Changes for students in grade 1
Students in first grade spend most of their day at the School’s Early Childhood Center, Al Focolare, which is located in Gentilino, just 200 meters down the hill from the main TASIS campus. Classes at Al Focolare will continue to start at 8:15 in 2018–2019, but the dismissal process will be pushed back to 15:30 and buses will depart at 16:10. (Wednesdays will remain a shorter day.) The new schedule will add about 30 minutes of class time each day, ensuring that first-grade students in both the American and Italian Sections will receive more academic instruction in English Language Arts, Italian Language, History & Geography, and Art.

Inspiration for the Changes

The restructured Elementary School program has been primarily designed to provide all students more direct instruction in English.

“While it is a huge bonus that all our students can learn Italian, which is incredibly useful for families that intend to stay in Ticino long-term, we also understand that with a student body as international as ours, mastering English is the primary goal for most students,” said Ms. Cullen Hill.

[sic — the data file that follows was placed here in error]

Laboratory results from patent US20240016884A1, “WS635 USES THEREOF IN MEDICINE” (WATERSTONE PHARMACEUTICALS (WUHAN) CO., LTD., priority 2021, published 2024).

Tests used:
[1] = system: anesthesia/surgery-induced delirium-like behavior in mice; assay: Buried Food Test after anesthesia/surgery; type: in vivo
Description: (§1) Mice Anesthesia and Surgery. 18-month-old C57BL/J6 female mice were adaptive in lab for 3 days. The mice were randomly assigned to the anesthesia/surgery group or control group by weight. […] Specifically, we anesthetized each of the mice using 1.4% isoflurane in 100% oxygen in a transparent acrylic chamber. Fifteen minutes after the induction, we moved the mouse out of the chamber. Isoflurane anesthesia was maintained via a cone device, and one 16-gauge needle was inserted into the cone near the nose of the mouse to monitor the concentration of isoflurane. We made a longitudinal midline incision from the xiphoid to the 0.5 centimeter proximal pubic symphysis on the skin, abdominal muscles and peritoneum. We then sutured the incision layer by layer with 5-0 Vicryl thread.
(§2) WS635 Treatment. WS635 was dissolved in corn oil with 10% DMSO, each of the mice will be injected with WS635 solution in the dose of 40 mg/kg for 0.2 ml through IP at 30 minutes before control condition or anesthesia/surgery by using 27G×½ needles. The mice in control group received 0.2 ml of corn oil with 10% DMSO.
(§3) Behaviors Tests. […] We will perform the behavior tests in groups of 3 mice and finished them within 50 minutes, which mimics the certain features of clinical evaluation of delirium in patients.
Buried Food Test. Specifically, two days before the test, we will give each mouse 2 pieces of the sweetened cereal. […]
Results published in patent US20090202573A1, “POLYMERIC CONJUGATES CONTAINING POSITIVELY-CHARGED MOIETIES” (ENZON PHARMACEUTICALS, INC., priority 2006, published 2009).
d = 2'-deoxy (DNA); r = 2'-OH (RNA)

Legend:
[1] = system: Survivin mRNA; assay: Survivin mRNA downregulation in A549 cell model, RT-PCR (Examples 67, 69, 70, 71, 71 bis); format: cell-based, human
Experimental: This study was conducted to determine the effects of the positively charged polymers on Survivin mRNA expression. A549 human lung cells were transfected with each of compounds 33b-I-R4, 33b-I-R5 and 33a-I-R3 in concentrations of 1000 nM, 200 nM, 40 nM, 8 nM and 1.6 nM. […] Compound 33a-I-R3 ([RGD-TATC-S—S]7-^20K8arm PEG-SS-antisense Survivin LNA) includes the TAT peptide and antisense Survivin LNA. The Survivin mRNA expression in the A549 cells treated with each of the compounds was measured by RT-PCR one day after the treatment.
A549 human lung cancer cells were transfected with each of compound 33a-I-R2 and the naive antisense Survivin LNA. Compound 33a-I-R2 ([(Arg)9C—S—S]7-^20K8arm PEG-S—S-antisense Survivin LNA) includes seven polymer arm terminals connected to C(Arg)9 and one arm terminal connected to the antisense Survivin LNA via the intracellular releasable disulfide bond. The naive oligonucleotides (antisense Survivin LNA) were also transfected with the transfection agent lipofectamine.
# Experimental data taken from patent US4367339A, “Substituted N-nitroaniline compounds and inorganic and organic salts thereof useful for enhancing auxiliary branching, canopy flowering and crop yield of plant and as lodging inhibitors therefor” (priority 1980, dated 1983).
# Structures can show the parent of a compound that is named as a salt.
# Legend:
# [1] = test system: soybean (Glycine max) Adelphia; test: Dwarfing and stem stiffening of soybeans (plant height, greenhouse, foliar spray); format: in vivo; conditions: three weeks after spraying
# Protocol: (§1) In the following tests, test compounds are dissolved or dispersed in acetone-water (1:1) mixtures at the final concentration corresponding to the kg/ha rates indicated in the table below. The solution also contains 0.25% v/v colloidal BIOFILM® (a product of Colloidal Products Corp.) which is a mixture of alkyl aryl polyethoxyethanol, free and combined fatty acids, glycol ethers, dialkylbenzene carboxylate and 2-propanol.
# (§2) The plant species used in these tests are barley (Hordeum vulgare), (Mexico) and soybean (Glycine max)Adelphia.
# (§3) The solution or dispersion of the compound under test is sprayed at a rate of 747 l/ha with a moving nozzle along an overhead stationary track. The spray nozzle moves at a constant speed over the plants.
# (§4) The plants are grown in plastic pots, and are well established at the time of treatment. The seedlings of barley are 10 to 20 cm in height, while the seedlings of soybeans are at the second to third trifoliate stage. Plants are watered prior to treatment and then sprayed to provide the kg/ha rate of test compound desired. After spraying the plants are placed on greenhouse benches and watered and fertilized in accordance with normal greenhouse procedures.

Regardless of which language a student is stronger in (or more motivated to learn), the benefits of studying in multiple languages at an early age are undeniable. An abundance of scientific studies have concluded that speaking more than one language while growing up not only provides children a number of distinct learning advantages but also changes the structure of their brains. A study performed at University College in London, for example, determined that learning a second language actually increases the amount of advanced gray matter in the brain in much the same way that physical exercise builds larger muscles.

“We have seen many examples of students who have entered our program with a very low level of English or Italian (or both) and gone on to achieve fluency in just a year or two,” added Ms. Cullen Hill.

Many of the specific changes to the program were recommended by the TASIS Academic Steering Committee, the Elementary School Academic Committee, and the Elementary School Operational Analysis Committee, all of which were commissioned by the TASIS Board of Directors in 2016 to examine the scope and sequence of the School’s K–12 curriculum.

“A great deal of excellent curriculum work has been happening for years at TASIS,” said TASIS Headmaster Christopher Nikoloff, who began his post in July 2017. “TASIS is a reflective community that is always trying to get better, and we are excited about continuing the work of building a PK–12 content-rich, coherent, and cumulative curriculum.”